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Dictionary learning For many signal classes (ex: videos, light-fields), there are no obvious sparsifying transform basis Can we learn a sparsifying transform instead ? GOAL: Given training data learn a “dictionary” D, such that are sparse.

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Dictionary learning GOAL: Given training data learn a “dictionary” D, such that are sparse.

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Dictionary learning Non-convex constraint Bilinear in D and S

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Dictionary learning Biconvex in D and S – Given D, the optimization problem is convex in s k – Given S, the optimization problem is a least squares problem K-SVD: Solve using alternate minimization techniques – Start with D = wavelet or DCT bases – Additional pruning steps to control size of the dictionary Aharon et al., TSP 2006

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Dictionary learning Pros – Ability to handle arbitrary domains Cons – Learning dictionaries can be computationally intensive for high-dimensional problems; need for very large amount of data – Recovery algorithms may suffer due to lack of fast transforms

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Models on image gradients Piecewise constant images – Sparse image gradients Natural image statistics – Heavy tailed distributions

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Total variation prior TV norm – Sparse-gradient promoting norm Formulation of recovery problem

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Total variation prior Optimization problem – Convex – Often, works “better” than transform basis methods Variants – 3D (video) – Anisotropic TV Code – TVAL3 – Many many others (see dsp.rice/cs)

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Beyond sparsity Model-based CS

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Beyond Sparse Models Sparse signal model captures simplistic primary structure wavelets: natural images Gabor atoms: chirps/tones pixels: background subtracted images

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Beyond Sparse Models Sparse signal model captures simplistic primary structure Modern compression/processing algorithms capture richer secondary coefficient structure wavelets: natural images Gabor atoms: chirps/tones pixels: background subtracted images

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Sparse Signals K-sparse signals comprise a particular set of K-dim subspaces

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Structured-Sparse Signals A K-sparse signal model comprises a particular (reduced) set of K-dim subspaces [Blumensath and Davies] Fewer subspaces <> relaxed RIP <> stable recovery using fewer measurements M

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Wavelet Sparse Typical of wavelet transforms of natural signals and images (piecewise smooth)

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Tree-Sparse Model: K-sparse coefficients +significant coefficients lie on a rooted subtree Typical of wavelet transforms of natural signals and images (piecewise smooth)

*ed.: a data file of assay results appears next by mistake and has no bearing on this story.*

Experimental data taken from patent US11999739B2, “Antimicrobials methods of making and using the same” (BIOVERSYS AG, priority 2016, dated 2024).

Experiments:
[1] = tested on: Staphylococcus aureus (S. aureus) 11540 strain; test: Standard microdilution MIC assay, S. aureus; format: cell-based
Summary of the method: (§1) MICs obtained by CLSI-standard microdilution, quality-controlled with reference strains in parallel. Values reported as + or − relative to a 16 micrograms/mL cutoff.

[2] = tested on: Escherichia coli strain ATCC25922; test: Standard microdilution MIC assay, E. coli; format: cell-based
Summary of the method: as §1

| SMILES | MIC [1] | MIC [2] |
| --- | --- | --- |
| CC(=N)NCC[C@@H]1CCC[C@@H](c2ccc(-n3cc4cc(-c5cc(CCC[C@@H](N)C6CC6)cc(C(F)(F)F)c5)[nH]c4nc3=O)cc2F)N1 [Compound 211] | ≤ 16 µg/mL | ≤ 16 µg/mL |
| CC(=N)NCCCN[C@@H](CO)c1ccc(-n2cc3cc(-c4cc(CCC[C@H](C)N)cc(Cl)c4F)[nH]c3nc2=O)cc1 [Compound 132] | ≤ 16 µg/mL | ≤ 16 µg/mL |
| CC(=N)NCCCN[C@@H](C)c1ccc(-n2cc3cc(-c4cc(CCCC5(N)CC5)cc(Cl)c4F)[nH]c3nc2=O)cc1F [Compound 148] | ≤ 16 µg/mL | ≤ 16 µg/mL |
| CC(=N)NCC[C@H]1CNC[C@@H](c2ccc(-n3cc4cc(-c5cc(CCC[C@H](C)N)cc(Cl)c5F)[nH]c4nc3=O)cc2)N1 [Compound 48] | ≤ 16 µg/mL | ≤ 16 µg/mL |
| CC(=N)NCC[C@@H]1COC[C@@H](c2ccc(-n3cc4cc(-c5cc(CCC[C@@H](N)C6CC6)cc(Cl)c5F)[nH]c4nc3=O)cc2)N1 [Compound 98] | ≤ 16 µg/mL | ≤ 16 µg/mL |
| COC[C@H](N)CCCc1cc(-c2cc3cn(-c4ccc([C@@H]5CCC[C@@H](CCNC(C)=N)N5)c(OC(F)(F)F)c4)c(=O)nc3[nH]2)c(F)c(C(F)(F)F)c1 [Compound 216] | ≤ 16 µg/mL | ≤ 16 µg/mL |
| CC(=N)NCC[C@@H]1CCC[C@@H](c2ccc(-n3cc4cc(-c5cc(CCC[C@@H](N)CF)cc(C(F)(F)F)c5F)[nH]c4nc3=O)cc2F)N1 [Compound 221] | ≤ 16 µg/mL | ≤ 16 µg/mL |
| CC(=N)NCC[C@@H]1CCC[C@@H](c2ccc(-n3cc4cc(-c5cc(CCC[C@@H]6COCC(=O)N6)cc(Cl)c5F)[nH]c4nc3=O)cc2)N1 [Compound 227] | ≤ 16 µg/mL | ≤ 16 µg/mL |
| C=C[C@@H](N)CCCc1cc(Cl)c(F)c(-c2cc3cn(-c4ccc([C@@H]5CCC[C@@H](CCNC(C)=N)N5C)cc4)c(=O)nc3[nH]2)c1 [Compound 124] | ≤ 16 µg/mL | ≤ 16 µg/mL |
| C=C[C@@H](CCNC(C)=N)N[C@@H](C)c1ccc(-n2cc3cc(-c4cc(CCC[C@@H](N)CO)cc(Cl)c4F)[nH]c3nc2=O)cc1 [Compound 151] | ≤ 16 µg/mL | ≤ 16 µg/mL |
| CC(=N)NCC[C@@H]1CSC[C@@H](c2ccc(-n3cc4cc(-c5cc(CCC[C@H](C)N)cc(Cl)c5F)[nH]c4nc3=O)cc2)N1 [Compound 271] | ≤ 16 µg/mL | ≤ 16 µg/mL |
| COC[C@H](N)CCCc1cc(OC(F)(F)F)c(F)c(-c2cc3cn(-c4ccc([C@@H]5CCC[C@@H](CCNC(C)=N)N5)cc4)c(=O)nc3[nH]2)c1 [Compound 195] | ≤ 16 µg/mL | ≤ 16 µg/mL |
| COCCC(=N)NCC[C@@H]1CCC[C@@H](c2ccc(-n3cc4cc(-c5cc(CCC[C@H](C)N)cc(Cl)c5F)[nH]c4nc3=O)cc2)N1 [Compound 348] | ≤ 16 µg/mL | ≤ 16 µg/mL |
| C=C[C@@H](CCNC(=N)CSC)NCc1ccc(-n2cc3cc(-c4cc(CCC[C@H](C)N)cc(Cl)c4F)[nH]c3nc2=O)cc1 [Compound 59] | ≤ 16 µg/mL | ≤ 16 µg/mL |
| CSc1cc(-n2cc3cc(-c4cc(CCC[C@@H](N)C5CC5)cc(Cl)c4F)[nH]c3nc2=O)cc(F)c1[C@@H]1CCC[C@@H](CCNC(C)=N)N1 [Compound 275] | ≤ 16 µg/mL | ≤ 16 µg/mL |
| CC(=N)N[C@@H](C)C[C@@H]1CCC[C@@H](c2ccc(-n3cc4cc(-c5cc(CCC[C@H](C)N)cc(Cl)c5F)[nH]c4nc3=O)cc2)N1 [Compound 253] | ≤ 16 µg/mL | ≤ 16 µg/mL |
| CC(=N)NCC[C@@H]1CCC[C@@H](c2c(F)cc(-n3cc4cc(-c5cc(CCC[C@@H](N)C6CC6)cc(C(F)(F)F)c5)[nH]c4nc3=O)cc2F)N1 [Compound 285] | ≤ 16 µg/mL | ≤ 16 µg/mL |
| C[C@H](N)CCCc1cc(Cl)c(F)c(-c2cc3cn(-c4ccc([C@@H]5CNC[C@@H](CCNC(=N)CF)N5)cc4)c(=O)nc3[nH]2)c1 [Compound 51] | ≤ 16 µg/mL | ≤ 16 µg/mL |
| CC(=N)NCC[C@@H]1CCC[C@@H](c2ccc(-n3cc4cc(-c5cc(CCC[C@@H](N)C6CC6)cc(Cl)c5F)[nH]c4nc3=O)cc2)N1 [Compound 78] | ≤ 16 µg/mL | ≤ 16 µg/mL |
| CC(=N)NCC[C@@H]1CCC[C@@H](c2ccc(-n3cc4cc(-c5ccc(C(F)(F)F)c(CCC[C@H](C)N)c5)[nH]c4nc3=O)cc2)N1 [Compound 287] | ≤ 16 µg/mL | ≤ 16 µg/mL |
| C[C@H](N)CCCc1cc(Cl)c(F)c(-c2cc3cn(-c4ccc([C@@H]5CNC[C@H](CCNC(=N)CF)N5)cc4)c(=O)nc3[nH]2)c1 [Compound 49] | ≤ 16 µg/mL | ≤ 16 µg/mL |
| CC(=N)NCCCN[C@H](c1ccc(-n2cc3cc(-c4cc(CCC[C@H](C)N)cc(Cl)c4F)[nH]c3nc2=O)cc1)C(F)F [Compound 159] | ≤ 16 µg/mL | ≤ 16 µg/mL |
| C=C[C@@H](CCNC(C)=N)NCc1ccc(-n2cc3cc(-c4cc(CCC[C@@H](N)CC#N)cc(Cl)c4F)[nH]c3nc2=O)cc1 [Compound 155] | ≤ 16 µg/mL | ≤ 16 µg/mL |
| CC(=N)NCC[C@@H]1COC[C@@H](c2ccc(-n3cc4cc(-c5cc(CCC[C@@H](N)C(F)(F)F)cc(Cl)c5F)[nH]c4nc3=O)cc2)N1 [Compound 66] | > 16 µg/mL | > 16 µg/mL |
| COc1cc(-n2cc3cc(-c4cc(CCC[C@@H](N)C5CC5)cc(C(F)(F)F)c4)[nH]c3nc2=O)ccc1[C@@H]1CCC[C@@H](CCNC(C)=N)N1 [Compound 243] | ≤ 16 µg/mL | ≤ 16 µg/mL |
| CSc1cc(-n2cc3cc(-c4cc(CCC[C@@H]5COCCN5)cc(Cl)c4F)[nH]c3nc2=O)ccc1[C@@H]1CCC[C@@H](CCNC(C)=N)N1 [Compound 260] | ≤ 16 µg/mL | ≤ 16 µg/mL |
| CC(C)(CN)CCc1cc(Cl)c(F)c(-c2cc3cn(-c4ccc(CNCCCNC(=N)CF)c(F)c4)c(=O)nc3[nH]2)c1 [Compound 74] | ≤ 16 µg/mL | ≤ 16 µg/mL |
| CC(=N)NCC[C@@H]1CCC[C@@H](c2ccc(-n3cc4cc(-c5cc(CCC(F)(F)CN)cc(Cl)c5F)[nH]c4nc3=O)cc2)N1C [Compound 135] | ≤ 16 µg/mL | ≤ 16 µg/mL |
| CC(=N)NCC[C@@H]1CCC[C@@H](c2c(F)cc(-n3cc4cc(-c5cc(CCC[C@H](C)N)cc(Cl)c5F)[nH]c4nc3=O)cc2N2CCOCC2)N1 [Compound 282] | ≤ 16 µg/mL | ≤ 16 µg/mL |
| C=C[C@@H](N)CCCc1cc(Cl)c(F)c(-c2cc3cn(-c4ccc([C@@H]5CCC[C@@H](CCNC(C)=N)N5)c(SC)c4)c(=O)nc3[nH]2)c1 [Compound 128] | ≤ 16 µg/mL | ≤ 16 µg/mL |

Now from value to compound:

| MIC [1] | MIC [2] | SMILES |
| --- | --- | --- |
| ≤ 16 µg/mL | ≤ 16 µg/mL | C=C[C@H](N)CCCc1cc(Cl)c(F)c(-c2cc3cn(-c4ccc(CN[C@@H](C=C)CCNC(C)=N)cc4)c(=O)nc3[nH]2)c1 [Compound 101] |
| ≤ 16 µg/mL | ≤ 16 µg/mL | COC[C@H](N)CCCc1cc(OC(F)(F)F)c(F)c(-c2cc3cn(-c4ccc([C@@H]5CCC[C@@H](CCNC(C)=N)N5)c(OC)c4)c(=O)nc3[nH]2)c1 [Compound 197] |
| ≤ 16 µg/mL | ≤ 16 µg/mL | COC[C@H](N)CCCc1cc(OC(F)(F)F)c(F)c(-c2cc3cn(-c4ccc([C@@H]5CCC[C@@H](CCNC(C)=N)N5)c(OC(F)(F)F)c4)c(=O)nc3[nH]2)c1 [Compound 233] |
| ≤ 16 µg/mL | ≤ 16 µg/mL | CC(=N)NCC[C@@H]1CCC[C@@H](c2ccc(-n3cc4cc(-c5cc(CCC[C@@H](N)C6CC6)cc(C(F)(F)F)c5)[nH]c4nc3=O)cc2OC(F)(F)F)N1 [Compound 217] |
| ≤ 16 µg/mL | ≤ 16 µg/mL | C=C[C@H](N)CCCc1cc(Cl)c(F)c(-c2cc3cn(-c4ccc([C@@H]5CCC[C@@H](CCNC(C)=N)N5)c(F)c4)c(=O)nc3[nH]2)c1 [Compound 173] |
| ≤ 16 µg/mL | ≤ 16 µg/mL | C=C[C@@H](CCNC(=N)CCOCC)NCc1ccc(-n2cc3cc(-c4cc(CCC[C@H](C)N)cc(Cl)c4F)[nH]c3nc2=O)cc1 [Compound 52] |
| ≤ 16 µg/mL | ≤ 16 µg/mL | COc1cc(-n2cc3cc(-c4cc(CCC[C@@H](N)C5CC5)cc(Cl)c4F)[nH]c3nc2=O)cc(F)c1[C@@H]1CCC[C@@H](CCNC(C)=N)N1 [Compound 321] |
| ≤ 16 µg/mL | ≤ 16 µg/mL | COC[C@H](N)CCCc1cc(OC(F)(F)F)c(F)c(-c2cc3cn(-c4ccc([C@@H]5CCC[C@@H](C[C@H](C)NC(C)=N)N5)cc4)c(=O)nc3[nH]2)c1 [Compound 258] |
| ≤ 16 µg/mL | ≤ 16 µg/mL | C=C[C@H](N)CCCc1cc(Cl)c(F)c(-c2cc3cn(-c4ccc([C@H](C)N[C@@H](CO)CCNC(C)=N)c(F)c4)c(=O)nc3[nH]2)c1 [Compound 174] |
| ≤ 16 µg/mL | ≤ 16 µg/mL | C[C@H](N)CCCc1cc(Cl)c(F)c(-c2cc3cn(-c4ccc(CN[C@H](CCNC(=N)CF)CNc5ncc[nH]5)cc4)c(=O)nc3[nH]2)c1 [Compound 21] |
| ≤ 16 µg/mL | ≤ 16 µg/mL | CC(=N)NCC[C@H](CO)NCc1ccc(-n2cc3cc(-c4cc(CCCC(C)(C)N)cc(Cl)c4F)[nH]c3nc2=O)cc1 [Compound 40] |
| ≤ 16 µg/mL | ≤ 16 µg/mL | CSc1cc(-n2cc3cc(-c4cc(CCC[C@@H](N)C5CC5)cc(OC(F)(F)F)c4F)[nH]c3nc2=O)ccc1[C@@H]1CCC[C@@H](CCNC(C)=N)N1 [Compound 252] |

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Wavelet Sparse Model: K-sparse coefficients +significant coefficients lie on a rooted subtree RIP: stable embedding K-planes

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Tree-Sparse Model: K-sparse coefficients +significant coefficients lie on a rooted subtree Tree-RIP: stable embedding [Blumensath and Davies] K-planes

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Tree-Sparse Model: K-sparse coefficients +significant coefficients lie on a rooted subtree Tree-RIP: stable embedding [Blumensath and Davies] Recovery: inject tree-sparse approx into IHT/CoSaMP

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Recall: Iterated Thresholding update signal estimate prune signal estimate (best K-term approx) update residual

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Iterated Model Thresholding update signal estimate prune signal estimate (best K-term model approx) update residual

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Tree-Sparse Signal Recovery target signal CoSaMP, (RMSE=1.12) Tree-sparse CoSaMP (RMSE=0.037) signal length N=1024 random measurements M=80 L1-minimization (RMSE=0.751)

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Clustered Signals targetIsing-model recovery CoSaMP recovery LP (FPC) recovery Probabilistic approach via graphical model Model clustering of significant pixels in space domain using Ising Markov Random Field Ising model approximation performed efficiently using graph cuts [Cevher, Duarte, Hegde, Baraniuk’08]

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Part 2: Compressive sensing Motivation, theory, recovery Linear inverse problems Sensing visual signals Compressive sensing – Theory – Hallmark – Recovery algorithms Model-based compressive sensing – Models specific to visual signals